Scientists used extensive supercomputer simulations to demonstrate the existence and importance of a small-scale dynamo in the Sun’s magnetic field. This discovery overturns previous assumptions and improves our understanding of solar dynamics, enabling earlier predictions of major solar events.
The Sun’s powerful and dynamic magnetic field can catapult giant jets Plasma known as Coronal Mass Ejections (CMEs) into the Solar System. Sometimes these crash into Earth, where they disrupt power grids and destroy satellites. Scientists do not fully understand how magnetic fields are created and amplified within the Sun, but a study recently published in the journal Natural Astronomy Answering one of the fundamental questions about this complex process. By elucidating the dynamics behind the solar climate, these findings could help predict major solar events several days in advance, giving us vital extra time to prepare.
The Sun’s magnetism arises from a process known as the solar dynamo. It consists of two main parts, a large-scale dynamo and a small-scale dynamo, neither of which scientists have yet been able to fully model. In fact, scientists aren’t even sure if a small-scale dynamo can survive in the conditions found on the Sun. Addressing uncertainty is important because small-scale dynamo can have large effects on solar dynamics.
In the new study, scientists from Aalto University and the Max Planck Institute for Solar System Research (MPS) tackled the small-scale dynamo question by running large computer simulations on petascale supercomputers in Finland and Germany. The joint computing power enabled the team to directly simulate whether the Sun had a small dynamo.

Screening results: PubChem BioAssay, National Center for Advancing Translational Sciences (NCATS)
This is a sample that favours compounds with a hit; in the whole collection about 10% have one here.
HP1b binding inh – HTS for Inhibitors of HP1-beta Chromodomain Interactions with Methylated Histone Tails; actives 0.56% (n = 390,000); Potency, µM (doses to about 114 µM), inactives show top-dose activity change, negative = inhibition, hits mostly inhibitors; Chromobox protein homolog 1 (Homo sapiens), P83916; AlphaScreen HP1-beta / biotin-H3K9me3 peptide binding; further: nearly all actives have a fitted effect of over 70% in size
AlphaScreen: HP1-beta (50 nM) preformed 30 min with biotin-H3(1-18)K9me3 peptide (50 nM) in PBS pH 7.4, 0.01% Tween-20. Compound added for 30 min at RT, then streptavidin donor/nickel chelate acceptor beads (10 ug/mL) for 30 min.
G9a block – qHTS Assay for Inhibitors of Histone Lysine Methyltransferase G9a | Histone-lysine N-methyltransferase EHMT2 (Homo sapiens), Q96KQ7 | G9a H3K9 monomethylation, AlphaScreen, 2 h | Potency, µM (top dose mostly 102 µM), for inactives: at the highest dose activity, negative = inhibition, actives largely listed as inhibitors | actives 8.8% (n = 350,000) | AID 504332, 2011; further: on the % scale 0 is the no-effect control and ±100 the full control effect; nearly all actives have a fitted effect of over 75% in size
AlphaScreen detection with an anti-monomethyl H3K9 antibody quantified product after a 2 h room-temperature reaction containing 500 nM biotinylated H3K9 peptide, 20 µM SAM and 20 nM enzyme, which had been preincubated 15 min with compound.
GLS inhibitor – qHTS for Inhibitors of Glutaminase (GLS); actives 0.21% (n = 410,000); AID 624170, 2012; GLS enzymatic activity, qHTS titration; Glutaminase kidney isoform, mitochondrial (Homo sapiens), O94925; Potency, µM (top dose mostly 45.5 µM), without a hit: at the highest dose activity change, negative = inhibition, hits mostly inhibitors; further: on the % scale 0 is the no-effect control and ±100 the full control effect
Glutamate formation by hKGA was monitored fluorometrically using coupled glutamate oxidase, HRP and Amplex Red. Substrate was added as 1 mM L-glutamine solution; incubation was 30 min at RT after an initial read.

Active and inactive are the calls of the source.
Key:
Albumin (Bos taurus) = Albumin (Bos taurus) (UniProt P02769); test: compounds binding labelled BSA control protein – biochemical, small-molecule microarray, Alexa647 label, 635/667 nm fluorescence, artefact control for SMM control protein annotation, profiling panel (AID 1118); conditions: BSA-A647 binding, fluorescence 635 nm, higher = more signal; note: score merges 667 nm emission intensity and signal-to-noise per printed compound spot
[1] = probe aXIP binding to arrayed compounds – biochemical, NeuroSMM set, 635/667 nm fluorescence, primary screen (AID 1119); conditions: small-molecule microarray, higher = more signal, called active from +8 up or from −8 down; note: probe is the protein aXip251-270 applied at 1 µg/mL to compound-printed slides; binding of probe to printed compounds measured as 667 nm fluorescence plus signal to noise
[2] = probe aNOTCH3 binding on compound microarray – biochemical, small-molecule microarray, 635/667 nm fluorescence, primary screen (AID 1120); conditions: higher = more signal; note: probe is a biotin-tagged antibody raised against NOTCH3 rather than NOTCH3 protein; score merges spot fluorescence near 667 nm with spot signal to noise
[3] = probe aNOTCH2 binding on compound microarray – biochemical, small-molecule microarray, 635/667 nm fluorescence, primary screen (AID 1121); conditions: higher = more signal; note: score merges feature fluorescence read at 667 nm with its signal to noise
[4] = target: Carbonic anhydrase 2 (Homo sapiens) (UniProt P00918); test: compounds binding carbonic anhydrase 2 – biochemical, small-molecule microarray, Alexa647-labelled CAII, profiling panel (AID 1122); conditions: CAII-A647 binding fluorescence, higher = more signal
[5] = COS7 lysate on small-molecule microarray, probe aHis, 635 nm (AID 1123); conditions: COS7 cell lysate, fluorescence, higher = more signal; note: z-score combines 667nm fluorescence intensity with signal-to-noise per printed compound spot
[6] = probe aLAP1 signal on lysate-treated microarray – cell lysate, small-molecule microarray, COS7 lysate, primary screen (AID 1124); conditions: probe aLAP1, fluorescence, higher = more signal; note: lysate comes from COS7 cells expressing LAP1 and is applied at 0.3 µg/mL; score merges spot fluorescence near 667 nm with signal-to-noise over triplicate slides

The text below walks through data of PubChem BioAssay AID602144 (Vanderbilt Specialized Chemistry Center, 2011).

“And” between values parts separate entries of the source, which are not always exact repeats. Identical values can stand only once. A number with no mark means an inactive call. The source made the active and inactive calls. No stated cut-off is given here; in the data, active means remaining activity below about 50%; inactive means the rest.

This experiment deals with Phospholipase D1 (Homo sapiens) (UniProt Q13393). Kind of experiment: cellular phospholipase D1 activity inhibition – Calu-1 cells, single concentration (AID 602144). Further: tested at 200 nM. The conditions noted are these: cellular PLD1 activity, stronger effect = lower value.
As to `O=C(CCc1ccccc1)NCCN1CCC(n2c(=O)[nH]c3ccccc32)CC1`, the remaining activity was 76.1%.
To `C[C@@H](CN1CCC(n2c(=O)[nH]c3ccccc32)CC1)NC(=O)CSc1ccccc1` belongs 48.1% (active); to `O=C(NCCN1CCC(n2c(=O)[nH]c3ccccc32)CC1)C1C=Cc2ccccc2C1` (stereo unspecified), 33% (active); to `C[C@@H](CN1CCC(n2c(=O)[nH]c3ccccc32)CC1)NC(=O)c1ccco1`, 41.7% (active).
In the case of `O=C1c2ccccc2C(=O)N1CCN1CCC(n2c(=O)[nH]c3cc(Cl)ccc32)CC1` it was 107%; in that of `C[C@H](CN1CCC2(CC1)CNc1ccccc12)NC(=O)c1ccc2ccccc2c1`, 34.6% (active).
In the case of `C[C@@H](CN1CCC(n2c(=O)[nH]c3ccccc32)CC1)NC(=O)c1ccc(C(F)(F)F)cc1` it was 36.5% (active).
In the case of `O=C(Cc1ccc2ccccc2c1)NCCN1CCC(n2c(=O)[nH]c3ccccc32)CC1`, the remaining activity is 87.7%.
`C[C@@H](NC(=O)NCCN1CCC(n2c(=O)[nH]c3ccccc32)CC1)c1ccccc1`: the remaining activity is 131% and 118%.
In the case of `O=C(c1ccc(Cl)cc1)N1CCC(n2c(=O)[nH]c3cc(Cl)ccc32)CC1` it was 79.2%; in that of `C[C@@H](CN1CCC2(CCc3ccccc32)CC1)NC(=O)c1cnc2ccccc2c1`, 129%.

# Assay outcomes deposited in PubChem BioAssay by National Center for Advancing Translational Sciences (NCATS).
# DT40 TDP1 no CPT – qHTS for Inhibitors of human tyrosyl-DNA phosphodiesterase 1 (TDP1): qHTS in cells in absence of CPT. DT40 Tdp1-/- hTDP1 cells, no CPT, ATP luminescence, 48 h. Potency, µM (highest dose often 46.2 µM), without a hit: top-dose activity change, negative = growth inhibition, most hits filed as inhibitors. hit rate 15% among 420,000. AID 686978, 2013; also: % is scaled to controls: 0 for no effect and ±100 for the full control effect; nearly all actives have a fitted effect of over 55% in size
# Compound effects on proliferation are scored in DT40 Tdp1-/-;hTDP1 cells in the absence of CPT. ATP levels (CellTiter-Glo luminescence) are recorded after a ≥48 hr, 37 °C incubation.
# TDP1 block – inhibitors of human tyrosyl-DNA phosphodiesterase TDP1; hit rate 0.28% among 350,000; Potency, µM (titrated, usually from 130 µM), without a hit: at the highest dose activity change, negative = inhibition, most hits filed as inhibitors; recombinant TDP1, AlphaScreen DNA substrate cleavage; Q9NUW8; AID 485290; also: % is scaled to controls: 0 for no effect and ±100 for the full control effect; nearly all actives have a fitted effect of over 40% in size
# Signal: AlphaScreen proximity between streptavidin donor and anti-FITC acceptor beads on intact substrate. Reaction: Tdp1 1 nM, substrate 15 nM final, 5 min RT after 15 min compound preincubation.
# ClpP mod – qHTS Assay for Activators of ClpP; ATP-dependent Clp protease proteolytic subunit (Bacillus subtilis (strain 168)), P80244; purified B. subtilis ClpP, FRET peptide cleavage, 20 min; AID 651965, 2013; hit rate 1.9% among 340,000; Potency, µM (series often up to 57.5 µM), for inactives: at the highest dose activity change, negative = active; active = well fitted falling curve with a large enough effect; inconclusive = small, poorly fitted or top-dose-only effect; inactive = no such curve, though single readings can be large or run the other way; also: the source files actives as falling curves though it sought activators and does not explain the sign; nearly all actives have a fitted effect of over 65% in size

Using one of the largest computing simulations currently available, we have achieved the most realistic setting to model this dynamo,’ says Marit Korpi-Laag, Astroinformatics Group Leader and Associate Professor at Aalto University’s Department of Computer Science. ‘We have shown that not only does a small-scale dynamo exist, but that our model is more similar to the Sun and therefore more feasible.’
Some previous studies have suggested that small-scale dynamo would not work under the conditions found in Sun-like stars with very low magnetic Prandle number (PrM) used to compare the rapid variations in fluid and plasma physics. Magnetic field and velocity are equal. Korpi-Lagg’s research team modeled turbulence with unprecedentedly low PrM values and found that, contrary to thought, a small-scale dynamo could exist at such low values.
‘This is an important step towards understanding the generation of the magnetic field in the Sun and other stars,’ says John Warnecke, senior postdoctoral researcher at MPS. ‘This result will bring us closer to solving the puzzle of CME formation, which is important for protecting Earth against dangerous space weather.’
The research team is currently extending their study to even lower magnetic Prandahl number values using GPU-accelerated code on the new pan-European pre-exascale supercomputer LUMI. Next, they plan to study the interaction of the small-scale dynamo with the large-scale dynamo responsible for the 11-year solar cycle.
Reference: “Numerical evidence for a small-scale dynamo approaching solar magnetic Prandall numbers” by John Warnecke and Marit J. Corpi-Lague, Frederick A. Gent, Matthias Reinhard, 18 May 2023, Natural Astronomy.